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Permanent Magnet Applications Guide

 How are magnets used? To answer this question, let’s review the key features of each of our product groups, identify specific applications for each product, and then go into detail about the operation of various magnetic devices. 

Categories of Permanent Magnet Applications with Examples

 Permanent magnet applications can be divided into four categories, as follows: 


 Applications that make use of the tractive and/or repelling force of the magnet, i.e., the attraction between a magnet and a soft magnetic material, such as a piece of iron or steel, or the attraction or repulsion between two magnets, is used to do mechanical work. The following applications are in this category: 

  •  Magnetic separators, magnetic holding devices, such as magnetic latches.  
  •  Magnetic torque drives  
  •  Magnetic bearing devices


 Applications that make use of the magnetic field of the magnet to convert mechanical energy to electrical energy. Some of these applications are: 

  •  Magnetos  
  •  Generators and alternators  
  •  Eddy current brakes (used widely for watt-hour meter damping). (This application could be listed under electrical to mechanical energy conversion; but as mechanical energy is used to create the eddy currents, it will be discussed with this group.)  


 Applications that make use of the magnetic field of the magnet to convert electrical energy to mechanical energy. Some of these applications are: 

  •  Motors  
  •  Meters  
  •  Loudspeakers  
  •  Relays  
  •  Actuators, linear, and rotational  


 Applications that use the magnetic field of the magnet to direct, shape and control electron or ion beams. Some of these applications follow: 

  •  Magnetic focused cathode-ray tubes  
  •  Traveling Wave Tubes  
  •  Magnetrons, BWO’s, Klystrons  
  •  Ion Pumps  
  •  Cyclotrons  

Matching Arnold Products to Applications

 The purpose of a permanent magnet is to produce flux in the working gap of a device. Obviously all permanent magnetic material will produce flux, but depending upon the working application, certain material types, grades and shapes will be more efficient than others. The following is a breakdown by product line applications that are most suitable for a material’s characteristics: 

The key attributes of Cast Alnico are:

  •  Mechanically strong  
  •  Cast to a variety of shapes  
  •  Very temperature stable  
  •  Can change magnetic orientation  
  •  High Br and Bhmax characteristics compared to ceramic materials.  

The key attributes of Sintered Alnico are:

  •  Mechanically strongest of the Alnicos  
  •  Close tolerance pressing/typically minimum grinding  

 NOTE: Both cast and sintered Alnico have low Hc when compared to ceramic or rare earth materials. 

General applications for both cast and sintered Alnico are:

  •  Electron tubes, radar, traveling wave tubes.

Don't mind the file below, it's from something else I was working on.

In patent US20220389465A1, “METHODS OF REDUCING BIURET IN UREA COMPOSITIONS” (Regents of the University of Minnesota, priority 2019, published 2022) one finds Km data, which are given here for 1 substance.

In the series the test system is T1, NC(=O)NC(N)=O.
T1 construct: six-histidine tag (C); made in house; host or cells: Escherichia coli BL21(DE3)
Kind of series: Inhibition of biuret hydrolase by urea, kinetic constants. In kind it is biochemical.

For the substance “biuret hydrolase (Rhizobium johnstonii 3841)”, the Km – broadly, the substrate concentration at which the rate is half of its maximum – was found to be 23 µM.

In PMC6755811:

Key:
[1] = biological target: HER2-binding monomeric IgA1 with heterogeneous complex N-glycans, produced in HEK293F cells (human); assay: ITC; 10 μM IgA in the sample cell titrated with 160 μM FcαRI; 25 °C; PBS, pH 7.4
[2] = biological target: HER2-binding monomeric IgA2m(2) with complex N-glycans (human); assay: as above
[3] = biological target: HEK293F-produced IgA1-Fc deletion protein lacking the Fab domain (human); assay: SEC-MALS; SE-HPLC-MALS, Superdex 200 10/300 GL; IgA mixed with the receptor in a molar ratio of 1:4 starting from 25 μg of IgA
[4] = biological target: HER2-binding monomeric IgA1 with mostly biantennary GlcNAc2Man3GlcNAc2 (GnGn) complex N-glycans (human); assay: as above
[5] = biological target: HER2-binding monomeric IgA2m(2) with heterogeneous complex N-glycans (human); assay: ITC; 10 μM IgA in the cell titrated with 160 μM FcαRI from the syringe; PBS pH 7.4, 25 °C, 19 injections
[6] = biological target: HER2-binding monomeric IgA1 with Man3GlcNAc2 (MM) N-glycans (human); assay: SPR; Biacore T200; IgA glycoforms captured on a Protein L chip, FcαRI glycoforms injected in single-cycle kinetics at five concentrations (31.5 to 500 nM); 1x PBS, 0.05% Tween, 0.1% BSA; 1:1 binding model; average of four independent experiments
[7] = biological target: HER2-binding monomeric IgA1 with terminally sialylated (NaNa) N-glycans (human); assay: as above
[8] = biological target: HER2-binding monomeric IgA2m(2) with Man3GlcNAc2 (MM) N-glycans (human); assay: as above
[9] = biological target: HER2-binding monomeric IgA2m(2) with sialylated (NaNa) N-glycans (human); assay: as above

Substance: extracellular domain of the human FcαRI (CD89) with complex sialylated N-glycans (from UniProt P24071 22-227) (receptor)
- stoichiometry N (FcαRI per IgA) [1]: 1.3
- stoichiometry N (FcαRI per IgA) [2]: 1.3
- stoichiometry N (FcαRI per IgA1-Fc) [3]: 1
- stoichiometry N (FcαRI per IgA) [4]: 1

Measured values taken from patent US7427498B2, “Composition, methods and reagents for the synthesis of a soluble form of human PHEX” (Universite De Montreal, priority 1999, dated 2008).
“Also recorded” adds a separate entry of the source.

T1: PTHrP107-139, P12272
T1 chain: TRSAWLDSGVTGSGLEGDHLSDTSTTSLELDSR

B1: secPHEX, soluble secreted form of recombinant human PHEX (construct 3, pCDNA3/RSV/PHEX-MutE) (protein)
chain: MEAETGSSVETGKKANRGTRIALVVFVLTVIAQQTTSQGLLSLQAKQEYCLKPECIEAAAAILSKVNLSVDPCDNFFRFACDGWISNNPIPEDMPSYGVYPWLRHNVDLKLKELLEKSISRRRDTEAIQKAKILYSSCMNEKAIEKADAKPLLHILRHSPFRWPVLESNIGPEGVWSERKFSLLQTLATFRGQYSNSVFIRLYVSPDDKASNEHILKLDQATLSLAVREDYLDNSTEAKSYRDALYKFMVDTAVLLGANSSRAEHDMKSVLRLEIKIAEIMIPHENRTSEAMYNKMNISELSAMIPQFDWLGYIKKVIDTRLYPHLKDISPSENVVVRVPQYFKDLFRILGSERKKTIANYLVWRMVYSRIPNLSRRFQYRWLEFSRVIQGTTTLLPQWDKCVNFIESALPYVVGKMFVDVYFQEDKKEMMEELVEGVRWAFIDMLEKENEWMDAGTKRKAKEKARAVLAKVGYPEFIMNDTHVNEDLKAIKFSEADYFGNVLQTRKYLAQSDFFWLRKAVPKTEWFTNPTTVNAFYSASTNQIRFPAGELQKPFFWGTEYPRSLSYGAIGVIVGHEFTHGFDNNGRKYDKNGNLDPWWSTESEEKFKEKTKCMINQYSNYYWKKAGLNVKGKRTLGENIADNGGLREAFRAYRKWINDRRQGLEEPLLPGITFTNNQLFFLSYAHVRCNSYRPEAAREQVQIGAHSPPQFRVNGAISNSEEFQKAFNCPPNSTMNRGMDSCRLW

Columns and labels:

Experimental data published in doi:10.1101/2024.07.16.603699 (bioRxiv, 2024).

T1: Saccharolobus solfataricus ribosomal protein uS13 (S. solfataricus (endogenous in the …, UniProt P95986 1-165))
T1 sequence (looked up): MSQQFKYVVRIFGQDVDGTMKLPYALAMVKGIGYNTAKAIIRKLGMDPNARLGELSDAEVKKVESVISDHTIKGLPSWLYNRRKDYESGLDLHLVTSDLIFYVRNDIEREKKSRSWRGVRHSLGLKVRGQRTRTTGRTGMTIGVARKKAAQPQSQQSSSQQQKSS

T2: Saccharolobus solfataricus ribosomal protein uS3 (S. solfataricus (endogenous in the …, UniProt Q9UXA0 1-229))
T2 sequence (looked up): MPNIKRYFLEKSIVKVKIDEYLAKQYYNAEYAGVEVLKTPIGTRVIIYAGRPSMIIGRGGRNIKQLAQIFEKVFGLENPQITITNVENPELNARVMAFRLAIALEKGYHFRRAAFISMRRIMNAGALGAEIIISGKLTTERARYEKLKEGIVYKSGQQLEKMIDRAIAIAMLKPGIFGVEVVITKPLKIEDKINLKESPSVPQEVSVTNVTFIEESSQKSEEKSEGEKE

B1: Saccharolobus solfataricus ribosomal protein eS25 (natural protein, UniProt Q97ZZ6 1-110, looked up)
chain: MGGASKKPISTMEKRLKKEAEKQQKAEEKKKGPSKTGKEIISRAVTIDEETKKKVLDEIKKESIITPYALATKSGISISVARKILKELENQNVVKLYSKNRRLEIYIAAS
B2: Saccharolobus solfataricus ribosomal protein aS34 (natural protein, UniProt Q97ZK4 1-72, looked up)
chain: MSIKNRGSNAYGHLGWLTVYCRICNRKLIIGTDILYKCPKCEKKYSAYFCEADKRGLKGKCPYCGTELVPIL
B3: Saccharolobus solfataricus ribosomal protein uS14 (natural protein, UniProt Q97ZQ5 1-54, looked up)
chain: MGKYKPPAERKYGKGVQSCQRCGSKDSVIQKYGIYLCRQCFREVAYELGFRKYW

•  Separators, holding magnets, coin acceptors, clutches and bearings.  
  •  Magnetos, motors, generators, meters, instruments, controls, relays, watt-hour meters (bearings and dampeners).  
  •  Communications, receivers, telephones, microphones, bell ringers, musical instruments (guitar pickups).  
  •  Automotive sensors, loudspeakers, cow magnets, distributors.  

Key attributes of ceramic magnets & Arnold’s products are:
Economical High Hc and Hci compared to Alnico

 On the negative side, ceramics are good for simple shapes only, very fragile, require expensive tooling, and temperature sensitive (0.2%°C.) 

Generally ceramic magnets are used in:
DC permanent magnet motors used in the automobile industry for blowers, window lifts, windshield wipers, etc. (NOTE: Many of the motors come from outside sources not tied directly to the auto company itself). Separators to remove ferrous materials from liquid powder and bulk commodities.

 Magnetic Resonate Imaging, MRI 

 Magnetos used on lawnmowers, garden tractors and outboard motors. 

 DC brushless motors with controllers for speed and direction. 

While being quite expensive, samarium cobalt magnets are:
High Hc and Hci
High Bhmax
Very good temperature stability
Powerful for size

 On the negative side, samarium cobalt is price sensitive due to cobalt supply and demand. 

Samarium Cobalt is used in these general applications:
Traveling wave tubes
Computer rigid disc drives
D.C. Motors (where temperature stability is vital, such as, Military use-satellite systems, small military motors) sensors, growing automotive applications and linear actuators.

Key reasons for using Neodymium are:
High energy for size
More economical than Samarium Cobalt
Good in ambient temperature situations
Very high Hc and Hci output

 On the negative side of neodymium are relatively high price, corrosion that can result in loss of energy, and temperature coefficient of .13%/ degree centigrade. 

Some of the ever-growing list of uses are:
Computer rigid disc drives
Linear actuators
Hammerbank printers
Microphone assemblies
Magnetic separators
DC Motors & Automotive starters
Servo Motors

  Accuracy Statement
While we make every effort to ensure that the information contained in these documents is complete and accurate, we make no warranty regarding this. Please see our disclaimer statement. We would appreciate your input, so please  contact us 
 regarding corrections, additions and suggestions for improvement.